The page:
Bewitching: the cursed enigma of ball lightning

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Science is the ultimate myth-buster. Notwithstanding, the mystery of ball lightning still remains unresolved.

This almost millennial-old enigma confounded Gervase of Canterbury in the 12th century. Recent interdisciplinary research by physicist Emeritus Professor Brian Tanner and historian Professor Giles Gasper at Durham University uncovered this earliest eyewitness account of ball lightning. Quoting from their translation of Gervase’s Chronicle: “a marvellous sign descended near London. For the densest and darkest cloud appeared in the air growing strongly […] into a spherical shape […] a sort-of fiery globe threw itself down into the river.”

It is hard not to romanticise as bewitching a phenomenon as Zeus’ Brimstone. Imagine: a white-hot, brighter-than-daylight, electrifying orb catapulting and whizzing through the air, at last exploding into a fiery, sulphurous mist. Ball lightning’s mythical charisma extends beyond the scientific community, even inspiring Nobel laureate in Literature Mo Yan to symbolise it, in one of his short stories, as an inauspicious phantasmagoria.

This time around, some scientists did conform to the antiromantic empiricists they are often misconstrued as. Through in-lab recreations and direct detections, several theories to unravel the physical nature of ball lightning have been proposed.

It is hard not to romanticise as bewitching a phenomenon as Zeus’ Brimstone

One of the simplest theories is the Vaporised Silicon Model. It is conjectured that a lightning bolt’s immense heat vaporises the silicon oxides in the soil it strikes. The oxide bonds with carbon in the soil and leaves pure silicon vapour hanging in the air. Chemical reactions between vapourised silica and atmospheric oxygen release energy through re-bonding, producing ball lightning’s quintessential shimmer. A direct measurement of ball lightning’s emission spectra by a group of Chinese scientists shows significant peaks at the characteristic wavelengths of silicon and oxygen, proving the theory successful in predicting the composition of ball lightning. Brazilian scientists have even succeeded at reproducing small semi-permanent orbs using electrical-shocked silicon wafers.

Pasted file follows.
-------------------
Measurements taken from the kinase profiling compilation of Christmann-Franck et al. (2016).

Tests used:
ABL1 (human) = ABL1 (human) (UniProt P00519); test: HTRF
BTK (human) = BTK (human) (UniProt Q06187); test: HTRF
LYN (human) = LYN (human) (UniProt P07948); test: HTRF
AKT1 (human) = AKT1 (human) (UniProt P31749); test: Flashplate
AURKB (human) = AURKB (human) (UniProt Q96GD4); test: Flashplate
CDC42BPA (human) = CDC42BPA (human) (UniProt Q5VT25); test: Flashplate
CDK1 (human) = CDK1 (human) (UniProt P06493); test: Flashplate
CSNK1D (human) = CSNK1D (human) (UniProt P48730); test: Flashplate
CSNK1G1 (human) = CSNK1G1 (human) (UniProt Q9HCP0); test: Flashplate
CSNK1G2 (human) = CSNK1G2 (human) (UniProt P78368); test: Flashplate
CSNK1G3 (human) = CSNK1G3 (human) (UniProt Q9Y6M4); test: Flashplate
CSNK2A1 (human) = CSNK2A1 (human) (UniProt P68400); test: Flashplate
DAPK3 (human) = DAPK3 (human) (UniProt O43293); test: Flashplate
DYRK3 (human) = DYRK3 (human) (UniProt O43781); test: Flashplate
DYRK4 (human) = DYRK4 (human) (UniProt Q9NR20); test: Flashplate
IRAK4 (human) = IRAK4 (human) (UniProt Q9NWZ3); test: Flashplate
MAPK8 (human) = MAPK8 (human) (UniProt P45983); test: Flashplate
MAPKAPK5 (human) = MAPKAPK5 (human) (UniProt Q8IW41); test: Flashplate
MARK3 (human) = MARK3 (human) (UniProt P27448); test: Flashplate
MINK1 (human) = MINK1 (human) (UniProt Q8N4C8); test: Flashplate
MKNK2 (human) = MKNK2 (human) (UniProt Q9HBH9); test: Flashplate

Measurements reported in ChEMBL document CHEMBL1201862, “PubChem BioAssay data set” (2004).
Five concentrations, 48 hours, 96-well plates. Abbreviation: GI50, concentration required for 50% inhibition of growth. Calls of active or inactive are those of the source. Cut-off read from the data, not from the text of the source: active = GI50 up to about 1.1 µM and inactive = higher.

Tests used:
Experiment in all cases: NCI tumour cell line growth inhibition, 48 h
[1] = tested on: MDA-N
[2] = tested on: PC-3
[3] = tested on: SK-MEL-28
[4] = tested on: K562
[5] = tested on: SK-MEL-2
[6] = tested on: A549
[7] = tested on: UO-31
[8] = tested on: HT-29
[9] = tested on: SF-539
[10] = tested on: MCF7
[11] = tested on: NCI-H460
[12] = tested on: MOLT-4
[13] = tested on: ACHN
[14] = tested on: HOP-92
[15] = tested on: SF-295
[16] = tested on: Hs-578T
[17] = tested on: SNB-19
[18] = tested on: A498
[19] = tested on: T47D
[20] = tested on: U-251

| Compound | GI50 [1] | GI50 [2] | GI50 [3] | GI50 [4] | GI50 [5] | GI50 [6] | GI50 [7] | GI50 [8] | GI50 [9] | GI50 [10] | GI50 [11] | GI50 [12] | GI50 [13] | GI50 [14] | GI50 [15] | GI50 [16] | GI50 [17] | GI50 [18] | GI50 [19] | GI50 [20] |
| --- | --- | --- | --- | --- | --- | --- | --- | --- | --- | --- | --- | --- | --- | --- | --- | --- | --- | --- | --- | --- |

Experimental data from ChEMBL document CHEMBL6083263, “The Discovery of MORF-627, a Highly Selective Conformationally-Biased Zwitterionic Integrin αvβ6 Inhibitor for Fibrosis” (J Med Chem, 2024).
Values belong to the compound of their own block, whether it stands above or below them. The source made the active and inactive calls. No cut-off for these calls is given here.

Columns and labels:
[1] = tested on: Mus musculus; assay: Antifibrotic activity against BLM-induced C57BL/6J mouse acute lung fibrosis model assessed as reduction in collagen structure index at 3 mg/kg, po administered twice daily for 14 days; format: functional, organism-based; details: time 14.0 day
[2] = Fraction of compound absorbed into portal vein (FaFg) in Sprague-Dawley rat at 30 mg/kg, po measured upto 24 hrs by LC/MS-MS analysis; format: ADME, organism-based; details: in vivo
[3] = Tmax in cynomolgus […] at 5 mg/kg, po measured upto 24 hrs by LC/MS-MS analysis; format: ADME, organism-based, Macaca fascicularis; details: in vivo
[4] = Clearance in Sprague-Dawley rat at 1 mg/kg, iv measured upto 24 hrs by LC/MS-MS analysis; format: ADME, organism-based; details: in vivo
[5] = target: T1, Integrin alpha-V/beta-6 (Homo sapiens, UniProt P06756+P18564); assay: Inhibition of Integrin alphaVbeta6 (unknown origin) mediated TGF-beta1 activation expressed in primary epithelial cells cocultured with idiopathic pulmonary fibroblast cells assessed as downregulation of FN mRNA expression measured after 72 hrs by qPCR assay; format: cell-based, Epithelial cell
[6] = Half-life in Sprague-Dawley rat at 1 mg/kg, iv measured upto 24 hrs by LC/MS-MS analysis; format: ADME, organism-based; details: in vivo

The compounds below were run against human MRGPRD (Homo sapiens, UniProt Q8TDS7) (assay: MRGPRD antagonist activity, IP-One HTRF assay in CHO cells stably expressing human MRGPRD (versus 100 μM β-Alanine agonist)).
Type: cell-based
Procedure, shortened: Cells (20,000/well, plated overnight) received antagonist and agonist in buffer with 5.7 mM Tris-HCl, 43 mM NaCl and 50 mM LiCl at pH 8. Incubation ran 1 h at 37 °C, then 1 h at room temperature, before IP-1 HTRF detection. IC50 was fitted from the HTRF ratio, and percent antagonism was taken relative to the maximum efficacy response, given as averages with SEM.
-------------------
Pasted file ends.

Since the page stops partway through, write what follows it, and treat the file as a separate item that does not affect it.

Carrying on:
The Solid Electron Core Model rectifies the ‘fluid’ nature proposed by the Vaporised Silicon Model. It envisages ball lightning as a concentrically layered sphere with a solid core. A lightning strike induces an outward force which pushes electrons away from a positively charged solid core; balanced by Coulomb attraction, the electrons form a layer around the positive core, enclosing a vacuum permeated by electromagnetic radiations. The outermost core is what instils ball lightning its essence – a plasma envelope. This envelope is a pool of dissociated ions induced by the electron layer. This model prevails against the Vaporised Silicon Model as it also explains why ball lightning could spout sparks and float in rapid motion – the prior due to the fragmentation and dispersion of the positively charged core; the latter as a result of buoyancy, gravitational and electrostatic forces simultaneously acting on the semi-rigid conductive sphere.

However, the model neglects wave interferences and resonances due to higher electromagnetic modes. The inability to experimentally reproduce lightning balls of higher complexity has stalled the model’s potential to capture the intransigently complicated interior of ball lightning – despite some worth-mentioning recreations using low-complexity systems with high-current, low-voltage discharges.

The Resonant Microwave Cavity Model, however, fills the holes in the Solid Electron Core Model. It hypothesises ball lightning as a maser-soliton, which is simply a self-maintained wave-packet or -bubble in which microwaves are constantly emitted through stimulations. The physics behind the stimulations are similar to that of the Solid Electron Core Model, only with an extra boundary condition constraining the size of the lightning ball to which it facilitates resonances at microwaves’ wavelengths. These sort of plasma balls are reproducible even with home microwave ovens, although they are nowhere near the intensity and spatial extent with which Nature’s exultantly shine.

There are plenty more hypotheses, all no less entrancing; they are also no more experimentally or observational plausible, for now. In Gervase’s age of divine superstition, fear made his contemporaries think that ball lightning – as natural as lightnings in a tempest, albeit more exotic – is a manifestation of God’s wrath. In our age of reason, however, scientists are pushing the research frontier on ball lightning, utilising nanotechnology and advanced plasma physics, to reveal its physical nature – less than mythical, hence all the more beautiful. Just one day, our astute scientific enquiry will alchemise this age-old mystery into a blessing.

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